Diet & Nutrition
Junk Food and Teen Advertising
Worried about your grandkids eating junk food? You’re not wrong; a new study reveals that children are being subjected to a barrage of unhealthy food commercials starring their favorite celebrities.
And that kind of advertising is contributing to the alarming rise in childhood and teen obesity, according to the New York University researchers.
Soda and other sugary drinks, fast food, and sweets are among the most common food and beverage products endorsed by famous music personalities, according to the descriptive study, published in Pediatrics. Equally alarming, none of the music stars identified in the study endorsed fruits, vegetables, or whole grains. Only one endorsed a natural food deemed healthy—pistachios.
This is believed to be the first study to use a rigorous nutritional analysis to evaluate healthfulness of food and drinks marketed by music stars, reviewing dozens of advertisements that were disseminated over a 14-year period. Lead author Marie Bragg, PhD, an assistant professor in the Department of Population Health at NYU Langone, conducted a study three years ago of celebrity athlete endorsements using similar methods.
“Because of our nation’s childhood and teenage obesity public health crises, it is important to raise awareness about how companies are using celebrities popular with these audiences to market their unhealthy products,” says Dr. Bragg, who is also a faculty member at the NYU College of Global Public Health. “Research has already shown that food advertising leads to overeating, and the food industry spends $1.8 billion per year marketing to youth alone.”
To identify popular music stars, the investigators went through Billboard Magazine’s “Hot 100” song charts from 2013 and 2014. The researchers also verified their popularity and marketing appeal with teens by reviewing Teen Choice Award winners and quantified the number of YouTube video views associated with the celebrities’ food and nonalcoholic beverage brand endorsements.
The investigators then catalogued every endorsement between 2000 and 2014 using AdScope, an advertisement database that contains all forms of ads, including television, magazine, and radio, and also searched for official commercials or endorsements on YouTube and in media sources. Endorsements were defined to include a celebrity’s participation in a concert sponsored by a product.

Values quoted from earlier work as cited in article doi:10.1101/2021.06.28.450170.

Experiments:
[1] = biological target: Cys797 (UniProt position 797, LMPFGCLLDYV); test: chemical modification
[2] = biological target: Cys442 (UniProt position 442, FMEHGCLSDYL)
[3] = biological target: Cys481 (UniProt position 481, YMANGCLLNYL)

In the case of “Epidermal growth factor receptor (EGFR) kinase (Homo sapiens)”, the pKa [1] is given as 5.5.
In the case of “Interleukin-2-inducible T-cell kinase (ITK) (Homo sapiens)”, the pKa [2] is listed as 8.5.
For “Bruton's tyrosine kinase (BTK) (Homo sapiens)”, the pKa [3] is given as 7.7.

After sorting the endorsements into different marketing categories, the authors found that 65 of 163 identified pop stars were associated with 57 different food and beverage brands. Food and nonalcoholic beverages were the second-largest endorsement category, comprising 18 percent of endorsements and ranking after consumer goods at 26 percent and ahead of retail at 11 percent.
To assess nutritional value of the endorsed food products, the investigators analyzed nutrition information on food labels using the Nutrient Profile Model, which has been used in other food marketing research studies and provides a score that represents nutrient content. Twenty-one out of 26 food products—or 81 percent—were deemed “nutrient poor.”
The investigators determined a beverage’s healthfulness by looking at calories from added sugar. Of 69 beverages endorsed, 49 or 71 percent were sugar-sweetened. Full-calorie soft drinks were the most commonly endorsed in the category. In contrast, water-related endorsements appeared only three times.
Food and beverage companies spend $2 billion a year on youth-targeted ads, with American children seeing approximately 4,700 ads each year and teens viewing 5,900 ads per year, according to Institute of Medicine research. There were about 313 million views of the YouTube video versions for food and beverage endorsements associated with celebrities in this study’s sample, although unique views could not be counted. Celebrity food endorsements promote higher product preference, and exposure to any kind of food advertising is linked to “excessive consumption,” according to research.
“These celebrity endorsement deals are often worth millions of dollars each, suggesting companies find them critical for promoting products,” says Bragg.
Food and beverage marketing has been identified in a variety of epidemiologic and psychology studies as a significant environmental contributor to childhood obesity. In 2012, over one-third of children and adolescents were overweight or obese, according to a study from the U.S. Centers for Disease Control and Prevention and the U.S. Public Health Service.
Although many food and beverage companies have taken voluntary pledges not to target children under 12 years old with certain marketing, teens are not included.
“Given the heavy targeting of adolescents and the amount of money they spend on foods and beverages, voluntary food marketing reduction pledges should expand to include teens,” Bragg says. “This also would be consistent with American Academy of Pediatrics recommendations, which encourages pediatricians to support local and national efforts to reduce food marketing while also counseling patients to limit screen time.”
Celebrities also should use their influence to promote more healthful marketing and encourage consumption of healthy foods, the authors suggest.
“The popularity of music celebrities among adolescents makes them uniquely poised to serve as positive role models,” says Alysa N. Miller, MPH, study co-author and research coordinator in the Department of Population Health. “Celebrities should be aware that their endorsements could exacerbate society’s struggle with obesity—and they should endorse healthy products instead.”